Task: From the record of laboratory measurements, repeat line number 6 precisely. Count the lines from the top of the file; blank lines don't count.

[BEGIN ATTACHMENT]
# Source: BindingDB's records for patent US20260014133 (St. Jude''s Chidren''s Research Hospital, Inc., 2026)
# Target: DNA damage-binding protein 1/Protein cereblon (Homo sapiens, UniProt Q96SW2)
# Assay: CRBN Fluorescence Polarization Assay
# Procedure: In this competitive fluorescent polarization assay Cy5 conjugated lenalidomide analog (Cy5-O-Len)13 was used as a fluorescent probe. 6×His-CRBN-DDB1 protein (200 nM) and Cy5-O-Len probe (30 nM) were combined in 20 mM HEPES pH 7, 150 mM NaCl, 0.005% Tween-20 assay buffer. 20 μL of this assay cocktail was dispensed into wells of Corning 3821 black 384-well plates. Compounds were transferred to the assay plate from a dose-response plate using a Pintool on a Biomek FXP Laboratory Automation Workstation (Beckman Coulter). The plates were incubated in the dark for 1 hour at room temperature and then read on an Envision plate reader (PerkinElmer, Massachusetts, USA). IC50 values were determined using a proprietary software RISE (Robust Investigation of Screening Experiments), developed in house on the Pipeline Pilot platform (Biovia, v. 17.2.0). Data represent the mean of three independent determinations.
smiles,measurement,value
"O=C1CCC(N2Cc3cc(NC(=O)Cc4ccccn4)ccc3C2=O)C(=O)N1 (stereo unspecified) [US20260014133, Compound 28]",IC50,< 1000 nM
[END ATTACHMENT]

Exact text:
"O=C1CCC(N2Cc3cc(NC(=O)Cc4ccccn4)ccc3C2=O)C(=O)N1 (stereo unspecified) [US20260014133, Compound 28]",IC50,< 1000 nM